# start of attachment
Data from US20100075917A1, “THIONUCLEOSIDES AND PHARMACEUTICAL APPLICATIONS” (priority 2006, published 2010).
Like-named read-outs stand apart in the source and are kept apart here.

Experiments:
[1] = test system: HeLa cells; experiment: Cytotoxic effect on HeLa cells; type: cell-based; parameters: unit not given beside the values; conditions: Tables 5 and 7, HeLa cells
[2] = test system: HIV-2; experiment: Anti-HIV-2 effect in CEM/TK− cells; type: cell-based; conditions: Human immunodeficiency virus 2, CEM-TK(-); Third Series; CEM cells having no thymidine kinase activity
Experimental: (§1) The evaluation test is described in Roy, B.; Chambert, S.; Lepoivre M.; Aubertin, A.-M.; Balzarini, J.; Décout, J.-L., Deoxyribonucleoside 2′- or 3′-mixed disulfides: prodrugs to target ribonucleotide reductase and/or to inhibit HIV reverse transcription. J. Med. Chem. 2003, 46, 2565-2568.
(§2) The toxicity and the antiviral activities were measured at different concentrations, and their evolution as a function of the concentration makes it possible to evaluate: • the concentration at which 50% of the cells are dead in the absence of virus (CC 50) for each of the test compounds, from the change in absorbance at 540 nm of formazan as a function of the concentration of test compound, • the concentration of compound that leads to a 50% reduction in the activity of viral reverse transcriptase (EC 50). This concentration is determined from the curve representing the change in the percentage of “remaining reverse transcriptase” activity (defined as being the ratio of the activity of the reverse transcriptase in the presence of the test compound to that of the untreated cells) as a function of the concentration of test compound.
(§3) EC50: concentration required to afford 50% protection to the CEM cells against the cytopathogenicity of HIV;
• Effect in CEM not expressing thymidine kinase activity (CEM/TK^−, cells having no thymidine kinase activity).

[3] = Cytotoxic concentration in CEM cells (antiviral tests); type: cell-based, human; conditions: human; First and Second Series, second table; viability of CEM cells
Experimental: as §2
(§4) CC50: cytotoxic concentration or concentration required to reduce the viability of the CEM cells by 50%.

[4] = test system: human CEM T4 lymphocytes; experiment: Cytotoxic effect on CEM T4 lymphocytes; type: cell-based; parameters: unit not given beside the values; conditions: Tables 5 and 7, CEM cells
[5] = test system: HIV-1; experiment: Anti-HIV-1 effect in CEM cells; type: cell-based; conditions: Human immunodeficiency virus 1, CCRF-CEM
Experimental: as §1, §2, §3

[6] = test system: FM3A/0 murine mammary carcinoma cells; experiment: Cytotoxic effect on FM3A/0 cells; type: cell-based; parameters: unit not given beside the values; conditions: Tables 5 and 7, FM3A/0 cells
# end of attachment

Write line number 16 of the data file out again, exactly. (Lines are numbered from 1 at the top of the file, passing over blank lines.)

[6] = test system: FM3A/0 murine mammary carcinoma cells; experiment: Cytotoxic effect on FM3A/0 cells; type: cell-based; parameters: unit not given beside the values; conditions: Tables 5 and 7, FM3A/0 cells